Dragon Beaux’s green matcha pineapple buns and black-and-gold steamed custard roll, Ng adds, may be new but reflect traditional Chinese culinary theory, which prizes appearance as well as aroma and taste. “We make them colorful to stimulate the eyes,” he says, but always with red rice paste, turmeric or spinach, not food coloring.

I’ll cross-post this article on the ‘Food Media’ board.


I’ve not found attempts to make pastries colorful in general affects the taste much. Fancy hotel restaurants in Hong Kong make colorful dumplings with spinach, beet, etc. as the colorant. Taste similar to the colorless ones.

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Color largely won’t alter the taste, but it is part of presentation. Maybe like M&M.

You are right that it visuals alters taste perception.

This is not from Dragon Beaux, and in my mind, an example of the green and red colors actually make the dumplings less attractive to look at and to eat, although of course they taste the same as they would without the color.


I will just say that though, that someone can use colorants to make dim sum look more attractive. I just hope they don’t use cheaper chemical colorants versus colorants from real food. I am no fan of all those Blue #1 Yellow #6, Red #40, etc. used in M&M’s and other food like mac and cheese. Banned in Europe. These should stay away from dim sums. I can’t imagine someone not using chemical colorants unless its very high end dim sum.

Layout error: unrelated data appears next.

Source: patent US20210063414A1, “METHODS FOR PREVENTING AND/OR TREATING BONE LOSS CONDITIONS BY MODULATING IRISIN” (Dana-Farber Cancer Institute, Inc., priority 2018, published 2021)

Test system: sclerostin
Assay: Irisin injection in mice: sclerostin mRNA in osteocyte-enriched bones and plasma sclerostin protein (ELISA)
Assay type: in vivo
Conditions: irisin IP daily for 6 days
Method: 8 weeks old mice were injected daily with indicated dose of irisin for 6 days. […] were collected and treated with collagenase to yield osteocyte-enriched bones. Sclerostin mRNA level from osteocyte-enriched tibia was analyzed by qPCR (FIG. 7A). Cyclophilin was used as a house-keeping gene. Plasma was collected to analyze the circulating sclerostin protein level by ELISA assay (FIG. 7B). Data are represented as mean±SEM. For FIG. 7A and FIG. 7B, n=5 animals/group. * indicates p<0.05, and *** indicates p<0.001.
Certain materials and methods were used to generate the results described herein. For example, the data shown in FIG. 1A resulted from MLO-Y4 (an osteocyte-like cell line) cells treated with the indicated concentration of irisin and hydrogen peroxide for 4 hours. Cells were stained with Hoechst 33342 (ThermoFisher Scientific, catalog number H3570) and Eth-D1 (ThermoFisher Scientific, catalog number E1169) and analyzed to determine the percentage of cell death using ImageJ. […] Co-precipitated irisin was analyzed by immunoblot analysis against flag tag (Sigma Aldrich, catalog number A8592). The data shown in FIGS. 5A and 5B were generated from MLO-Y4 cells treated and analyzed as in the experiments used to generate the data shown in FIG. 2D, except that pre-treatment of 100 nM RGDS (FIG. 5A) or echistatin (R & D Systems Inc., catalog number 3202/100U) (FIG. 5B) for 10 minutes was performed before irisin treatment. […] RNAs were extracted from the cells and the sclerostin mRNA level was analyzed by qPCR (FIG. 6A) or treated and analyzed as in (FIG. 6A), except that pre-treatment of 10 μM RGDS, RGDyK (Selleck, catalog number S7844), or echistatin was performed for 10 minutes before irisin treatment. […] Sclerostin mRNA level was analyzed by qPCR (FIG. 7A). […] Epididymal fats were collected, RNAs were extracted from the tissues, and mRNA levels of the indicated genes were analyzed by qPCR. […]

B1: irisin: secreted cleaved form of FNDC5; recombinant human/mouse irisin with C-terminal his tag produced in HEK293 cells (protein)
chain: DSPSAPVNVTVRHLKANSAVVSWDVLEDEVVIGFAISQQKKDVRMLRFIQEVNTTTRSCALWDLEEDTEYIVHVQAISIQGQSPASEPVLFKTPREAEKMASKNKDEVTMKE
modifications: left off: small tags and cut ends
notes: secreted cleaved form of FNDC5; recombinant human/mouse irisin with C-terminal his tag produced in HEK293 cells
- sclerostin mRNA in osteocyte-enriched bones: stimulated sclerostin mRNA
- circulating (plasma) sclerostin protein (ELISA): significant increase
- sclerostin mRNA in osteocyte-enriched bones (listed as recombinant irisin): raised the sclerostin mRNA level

I agreed with you. I think most of the time, the colors do not alter taste. In your photo, I think the colors just look unnaturally bright. Subtle colors are interesting. Bright colors… They can instinctively scare some people – Aposematism.



I don’t use colors as it is gimmicky and trust me most all these places use artificial colorants…I know because some have come to work for me and I disallowed it. The way to find out is the God’s way…taste it! If it’s green and spinach was used then you should taste the spinach, Black should be squid ink but Chinese don’t use it generally and black Sesame is relatively expensive. Red is beets or red rice yeast but again red dye is easier and orange should be carrots but who knows! Any colors at my place is all natural albeit not as bright and shiny as other places.


Your colourful dim sum photo, aren’t those dim sum the “wellness series” of Ming Court (Hong Kong)? I don’t understand the logic at all (healthiness and colours), I must say.

Those pics are not mine…:slight_smile: